Oligopolies have existed throughout history in a variety of industries, including steel manufacturing, oil, railroads, tire manufacturing, grocery store chains, and wireless carriers. Airlines and pharmaceuticals are two other industries with oligopoly structures.
In the United States, some of the most notable oligopolies are in film and television production, recorded music, wireless carriers, and airlines. Since the 1980s, industries dominated by two or three firms have become more common. Industry consolidation has occurred as a result of merger agreements between major players.
The common denominator among these industries is that they have high entry barriers. They usually necessitate a large initial capital investment (for example, to build or buy an airplane or to develop and market drugs), and/or they benefit from intellectual property protections such as patents and trademarks, which effectively keep out competitors and favor incumbents.
Traders can find potential pairs of trades in oligopolistic industries.
Current Examples of Oligopolies
There are several well-known oligopolies today. Well-known or household names in key industries or sectors are among these.
#1. The Media
National mass media and news outlets are a prime example of an oligopoly, with only four corporations owning the majority of U.S. media outlets:
- Comcast (CMCSA)
- Charter Communications, Walt Disney Company (DIS)
With the rise of streaming media, new players such as Amazon and Netflix have recently entered the fray, but smaller players have been left out.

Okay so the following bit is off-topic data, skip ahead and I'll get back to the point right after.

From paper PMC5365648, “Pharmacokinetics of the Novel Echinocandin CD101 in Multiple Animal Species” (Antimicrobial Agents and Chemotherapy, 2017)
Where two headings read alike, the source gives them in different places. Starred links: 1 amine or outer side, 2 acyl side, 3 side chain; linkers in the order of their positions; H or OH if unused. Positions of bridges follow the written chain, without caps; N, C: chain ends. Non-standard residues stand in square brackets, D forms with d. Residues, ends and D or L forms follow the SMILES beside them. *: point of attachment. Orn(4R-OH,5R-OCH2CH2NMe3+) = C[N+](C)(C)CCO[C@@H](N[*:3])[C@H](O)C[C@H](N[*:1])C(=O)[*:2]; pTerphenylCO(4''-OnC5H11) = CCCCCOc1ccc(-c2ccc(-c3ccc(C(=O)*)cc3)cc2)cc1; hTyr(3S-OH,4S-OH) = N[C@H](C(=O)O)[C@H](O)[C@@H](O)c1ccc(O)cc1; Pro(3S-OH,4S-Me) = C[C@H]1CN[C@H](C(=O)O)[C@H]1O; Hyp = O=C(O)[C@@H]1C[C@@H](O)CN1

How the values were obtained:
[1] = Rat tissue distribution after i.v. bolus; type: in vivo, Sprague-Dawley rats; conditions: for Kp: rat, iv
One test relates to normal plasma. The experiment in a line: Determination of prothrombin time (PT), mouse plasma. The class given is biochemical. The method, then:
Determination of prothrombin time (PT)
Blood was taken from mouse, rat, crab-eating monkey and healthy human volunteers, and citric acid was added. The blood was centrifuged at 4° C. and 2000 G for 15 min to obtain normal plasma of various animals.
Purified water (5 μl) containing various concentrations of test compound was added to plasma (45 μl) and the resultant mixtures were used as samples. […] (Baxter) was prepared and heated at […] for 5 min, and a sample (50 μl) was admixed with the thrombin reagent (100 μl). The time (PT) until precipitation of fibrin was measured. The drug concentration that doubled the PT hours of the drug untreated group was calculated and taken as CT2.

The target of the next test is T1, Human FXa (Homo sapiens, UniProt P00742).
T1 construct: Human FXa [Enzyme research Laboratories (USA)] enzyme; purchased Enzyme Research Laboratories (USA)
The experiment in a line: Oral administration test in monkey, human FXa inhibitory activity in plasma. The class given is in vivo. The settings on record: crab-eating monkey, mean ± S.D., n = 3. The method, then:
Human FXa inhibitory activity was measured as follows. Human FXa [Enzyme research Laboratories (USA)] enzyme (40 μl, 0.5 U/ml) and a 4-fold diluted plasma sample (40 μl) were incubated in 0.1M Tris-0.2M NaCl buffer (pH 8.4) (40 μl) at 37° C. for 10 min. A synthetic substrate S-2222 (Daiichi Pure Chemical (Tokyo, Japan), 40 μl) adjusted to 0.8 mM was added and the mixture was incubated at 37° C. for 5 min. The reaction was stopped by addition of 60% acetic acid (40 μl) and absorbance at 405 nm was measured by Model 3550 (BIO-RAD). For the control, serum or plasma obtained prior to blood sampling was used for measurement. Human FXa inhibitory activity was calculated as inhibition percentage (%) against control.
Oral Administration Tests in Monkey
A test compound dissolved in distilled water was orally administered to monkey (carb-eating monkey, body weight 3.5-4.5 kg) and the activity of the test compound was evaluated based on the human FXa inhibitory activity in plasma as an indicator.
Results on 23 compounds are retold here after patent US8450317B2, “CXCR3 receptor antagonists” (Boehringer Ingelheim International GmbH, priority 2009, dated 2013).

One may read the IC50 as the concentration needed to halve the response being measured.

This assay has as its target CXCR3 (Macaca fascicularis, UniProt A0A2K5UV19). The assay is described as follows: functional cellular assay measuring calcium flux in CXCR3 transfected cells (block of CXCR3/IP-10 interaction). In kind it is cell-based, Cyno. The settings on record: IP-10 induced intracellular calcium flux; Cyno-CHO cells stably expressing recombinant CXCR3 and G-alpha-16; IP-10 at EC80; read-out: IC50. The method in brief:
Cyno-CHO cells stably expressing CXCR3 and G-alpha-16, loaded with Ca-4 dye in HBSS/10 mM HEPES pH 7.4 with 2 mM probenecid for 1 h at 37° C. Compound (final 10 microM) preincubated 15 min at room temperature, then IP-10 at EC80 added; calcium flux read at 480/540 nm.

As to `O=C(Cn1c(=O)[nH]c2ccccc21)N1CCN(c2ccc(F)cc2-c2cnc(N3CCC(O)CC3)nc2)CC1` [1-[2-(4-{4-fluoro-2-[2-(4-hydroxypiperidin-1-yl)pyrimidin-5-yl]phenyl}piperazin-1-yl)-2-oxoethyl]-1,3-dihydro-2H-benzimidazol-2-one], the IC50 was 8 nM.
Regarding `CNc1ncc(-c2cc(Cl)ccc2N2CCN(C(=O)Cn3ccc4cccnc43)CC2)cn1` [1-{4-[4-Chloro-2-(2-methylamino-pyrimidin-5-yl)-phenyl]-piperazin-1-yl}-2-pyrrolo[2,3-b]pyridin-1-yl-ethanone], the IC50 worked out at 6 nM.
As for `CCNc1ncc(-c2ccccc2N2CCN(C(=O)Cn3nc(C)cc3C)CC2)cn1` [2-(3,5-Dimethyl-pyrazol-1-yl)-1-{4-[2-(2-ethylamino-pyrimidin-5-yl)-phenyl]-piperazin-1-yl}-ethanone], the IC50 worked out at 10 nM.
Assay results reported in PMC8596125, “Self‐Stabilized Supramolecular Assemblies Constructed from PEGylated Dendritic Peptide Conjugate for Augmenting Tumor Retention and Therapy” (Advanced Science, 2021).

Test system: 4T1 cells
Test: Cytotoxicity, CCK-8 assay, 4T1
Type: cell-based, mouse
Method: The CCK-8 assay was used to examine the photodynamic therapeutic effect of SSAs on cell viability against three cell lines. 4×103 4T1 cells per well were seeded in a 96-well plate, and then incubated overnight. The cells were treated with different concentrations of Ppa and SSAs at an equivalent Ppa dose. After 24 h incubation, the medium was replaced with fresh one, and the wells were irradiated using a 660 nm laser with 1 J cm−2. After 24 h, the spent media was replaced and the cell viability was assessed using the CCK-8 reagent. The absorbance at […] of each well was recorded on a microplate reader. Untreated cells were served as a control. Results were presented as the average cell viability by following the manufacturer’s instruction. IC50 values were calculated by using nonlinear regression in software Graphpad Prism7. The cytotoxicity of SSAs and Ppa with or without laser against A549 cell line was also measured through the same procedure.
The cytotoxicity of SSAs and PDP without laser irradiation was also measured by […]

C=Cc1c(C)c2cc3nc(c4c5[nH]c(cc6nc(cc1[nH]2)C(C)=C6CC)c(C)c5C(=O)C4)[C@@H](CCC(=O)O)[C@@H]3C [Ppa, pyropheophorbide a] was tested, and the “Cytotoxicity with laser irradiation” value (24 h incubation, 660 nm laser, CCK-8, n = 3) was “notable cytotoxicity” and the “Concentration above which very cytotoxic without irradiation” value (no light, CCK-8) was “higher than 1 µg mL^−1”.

#2. Big Technology
Smartphone and computer operating systems are prime examples of oligopolies in big tech. Apple iOS and Google Android dominate smartphone operating systems, while Apple and Microsoft Windows dominate computer operating systems.
The Internet is also dominated by big tech, with Google, Meta (formerly Facebook), and Amazon dominating.
Automobile manufacturing is another example of an oligopoly, with the top three automakers in the United States being Ford (F), General Motors (GM), and Stellantis (the new iteration of Chrysler through mergers). Toyota, Honda, Volkswagen Group, and Renault-Nissan-Mitsubishi are among the world’s top automakers.
AT&T, once a monopolistic corporation, was famously divided into several “Baby Bells” as a result of an antitrust ruling.
These spinoffs, which include Verizon (VZ), T-Mobile (TMUS), and AT&T, now have an oligopoly in the landline and mobile phone provider space (T).
Hollywood has long been an oligopoly, with only a few film studios, distribution companies, and theater chains to choose from. Only a few companies dominate the music entertainment industry, including Universal Music Group, Sony, and Warner.
The airline industry in the United States today is arguably an oligopoly. As of 2021, four major domestic airlines fly slightly more than 65% of all domestic passengers: American Airlines Inc. (AAL), Delta Air Lines Inc. (DAL), Southwest Airlines (LUV), and United Airlines Holdings Inc. (UAL).
The examples above are among the most obvious, but there are likely to be only a few large players across a broad swath of the economy. Food manufacturers, chemical companies, clothing companies, and supermarket chains are just a few more to keep an eye out for.
In conclusion, an oligopoly is a market structure that occurs when a small number of large firms dominate the market. This type of market structure is characterized by high barriers to entry, limited competition, and pricing power. Examples of oligopolies include the oil and gas industry, telecommunications industry, and banking industry. The four main models of oligopoly are the Cournot model, the Bertrand model, the Stackelberg model, and the kinked demand model.
Overall, oligopoly is an important market structure to understand and is one of the most important elements of the economy. Understanding the characteristics and models of oligopoly can help you make informed decisions in your business.